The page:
John Kerry put on quite a war dance in the Senate on Tuesday.
The secretary of state, backed up by Defense Secretary Chuck Hagel and Joint Chiefs Chairman Martin Dempsey, went before the Foreign Relations Committee to urge senators to support the newly drafted resolution giving President Obama authorization to use airstrikes in Syria.
Kerry made some impressive arguments in favor of military action.
He said the evidence is undeniable that Assad’s military forces used chemical weapons to kill nearly 1,500 men, women and children in Damascus.
He said if the United States does not act to punish Assad it will send the wrong message to every rogue regime in the world.
And at one point, cranking up the rhetoric, Kerry said, “This is not the time for armchair isolationism. This is not the time to be spectators to slaughter.”
At about this point in the proceedings, I began to wonder whether Kerry’s talking points had been written by George W. Bush. When I closed my eyes, I swear I heard the voices of Colin Powell, Dick Cheney and Donald Rumsfeld explaining why the U.S. had a moral duty to invade Iraq and take out Saddam Hussein.
Kerry’s running argument with Sen. Rand Paul of Kentucky about whether the Obama administration was going to go to war even if Congress didn’t give its permission brought me back to 2013 – and reminded me how horribly Obama’s indecisiveness has botched Syria.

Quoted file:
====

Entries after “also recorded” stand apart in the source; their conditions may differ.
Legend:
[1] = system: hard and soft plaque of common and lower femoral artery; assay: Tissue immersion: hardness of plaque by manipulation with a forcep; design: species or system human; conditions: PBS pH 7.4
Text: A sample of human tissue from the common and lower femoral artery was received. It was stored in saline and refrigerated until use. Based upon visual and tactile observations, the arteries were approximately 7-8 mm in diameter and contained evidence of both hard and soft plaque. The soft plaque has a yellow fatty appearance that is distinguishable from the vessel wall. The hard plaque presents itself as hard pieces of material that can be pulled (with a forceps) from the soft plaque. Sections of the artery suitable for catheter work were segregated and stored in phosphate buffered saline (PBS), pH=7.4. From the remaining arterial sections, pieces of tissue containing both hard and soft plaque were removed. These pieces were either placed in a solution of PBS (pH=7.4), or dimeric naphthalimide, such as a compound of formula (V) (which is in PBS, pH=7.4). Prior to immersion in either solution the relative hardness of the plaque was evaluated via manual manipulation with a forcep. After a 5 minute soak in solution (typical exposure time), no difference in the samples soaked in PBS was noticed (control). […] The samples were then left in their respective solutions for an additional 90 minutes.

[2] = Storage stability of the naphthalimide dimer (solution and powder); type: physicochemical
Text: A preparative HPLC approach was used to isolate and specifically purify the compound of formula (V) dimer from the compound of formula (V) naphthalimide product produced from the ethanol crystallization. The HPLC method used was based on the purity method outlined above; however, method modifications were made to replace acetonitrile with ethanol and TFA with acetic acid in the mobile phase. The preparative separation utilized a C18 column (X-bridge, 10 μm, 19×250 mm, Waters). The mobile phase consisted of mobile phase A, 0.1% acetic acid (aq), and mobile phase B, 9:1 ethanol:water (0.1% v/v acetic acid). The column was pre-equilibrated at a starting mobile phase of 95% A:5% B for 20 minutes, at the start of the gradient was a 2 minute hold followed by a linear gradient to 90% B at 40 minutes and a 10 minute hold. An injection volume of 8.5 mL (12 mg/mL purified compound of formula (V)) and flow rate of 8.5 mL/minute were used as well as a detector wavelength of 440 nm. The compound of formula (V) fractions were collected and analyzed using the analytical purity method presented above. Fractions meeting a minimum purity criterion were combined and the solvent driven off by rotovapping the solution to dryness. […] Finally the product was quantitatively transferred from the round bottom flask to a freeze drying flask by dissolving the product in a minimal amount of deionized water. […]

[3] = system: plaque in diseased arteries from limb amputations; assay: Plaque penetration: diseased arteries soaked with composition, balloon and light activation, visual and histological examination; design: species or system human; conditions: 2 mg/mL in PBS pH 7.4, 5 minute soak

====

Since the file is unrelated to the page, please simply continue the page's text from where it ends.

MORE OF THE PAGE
Let’s say everything Kerry said the other day about Assad’s gas attack and the importance of the civilized world punishing him is true.
Let’s say Obama is not playing some cynical political game with Congress.
Then what is the president waiting for? Why hasn’t he already kicked Assad’s butt?
Two weeks after Assad gassed his own people and crossed the president’s imaginary red line, we’re still debating in Congress and worrying whether Vladimir Putin will get mad if we beat Russia’s favorite Middle Eastern pet.
Long before Assad had a chance to launch a poison gas attack, our cut-rate commander in chief should have ordered a few cruise missiles fired at Assad’s head to get his full attention – or better yet, kill him.
It’s too late for such presidential decisiveness now. Obama needed to show Assad that he – and the United States – meant business a long time ago.
Sen. Lindsey Graham was right when he said this week that it’s already too late for the United States to come up with a Syria strategy.
At this point, all we can do is drop some leaflets on Damascus telling the Syrians how sorry we are that we have a president who still can’t get his act together.
• Michael Reagan is the son of President Ronald Reagan, a political consultant.